Jiivi Movie Synopsis: Frustrated at his failed romance, an intelligent man decides to steal from his landlady’s house. Even as he comes up with clever ways to outsmart the cops, he realises that his actions are echoes from the past.
Jiivi Movie Review: Saravanan (Vettri, whose performance is much better here than in his debut, 8 Thotakkal, but still has room for improvement), the protagonist of Jiivi is definitely one of the interesting lead characters we have seen in Tamil cinema in the last few years. He is someone who has dropped out of school because he believes practical education is knowledge. He’s also curious. He is the kind of guy who reads a lot of books and prefers to watch an infotainment channel even while his roommate, Mani (Karunakaran, effective) wants to watch late-night shows where doctors offer sex advice. He is someone who doesn’t worry too much about morality. When they decide to steal from their landlady, a woman with an invalid husband and a visually challenged daughter, Mani asks him if he isn’t worried about God observing their actions, he retorts, “Naama kashtapadumpodhu paathuttu dhaana irundhaaru?” He doesn’t even flinch when the neighbour whom they have made the fall guy for their crime approaches them as friends. It is no wonder that we see them watching Mankatha, another film with a hero who did unheroic things unapologetically. This scene even has a line – Enakku naan dhaan hero – that explains Saravanan’s character and also serves as a meta moment for the film’s lead actor.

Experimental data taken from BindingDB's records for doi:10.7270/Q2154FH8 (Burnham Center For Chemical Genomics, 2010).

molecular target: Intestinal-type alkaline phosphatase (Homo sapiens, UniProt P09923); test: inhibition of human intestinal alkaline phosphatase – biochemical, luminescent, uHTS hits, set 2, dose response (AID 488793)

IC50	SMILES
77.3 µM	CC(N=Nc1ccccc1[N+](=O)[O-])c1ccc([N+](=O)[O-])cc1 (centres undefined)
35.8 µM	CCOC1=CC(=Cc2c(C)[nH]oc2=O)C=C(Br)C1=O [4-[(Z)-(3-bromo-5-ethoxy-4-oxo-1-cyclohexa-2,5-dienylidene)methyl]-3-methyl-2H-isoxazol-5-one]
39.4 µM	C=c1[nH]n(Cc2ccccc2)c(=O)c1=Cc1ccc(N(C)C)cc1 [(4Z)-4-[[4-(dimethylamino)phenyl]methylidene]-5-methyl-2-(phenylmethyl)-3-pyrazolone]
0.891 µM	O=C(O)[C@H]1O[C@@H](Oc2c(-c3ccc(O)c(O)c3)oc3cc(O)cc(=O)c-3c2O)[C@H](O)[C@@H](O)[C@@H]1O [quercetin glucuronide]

What’s remarkable about Jiivi is that it doesn’t worship or demonise Saravanan. Like it’s hero, the film takes an impassive look at his actions. Both director VJ Gopinath and writer Babu Tamizh are more interested in showing us the intelligence of this character and the unique position in which he finds himself in in the latter half of the film. They manage to explain the concept – synchronicity – without confusing the viewer, using Mani’s character to make the exposition feel like conversation. They also introduce tension in subtle ways – a short-tempered cop, a ceiling fan that might fall off any moment – and keep us hooked.
Technically, too, the film is as slick as its writing, turning it into one of the memorable thrillers of the year.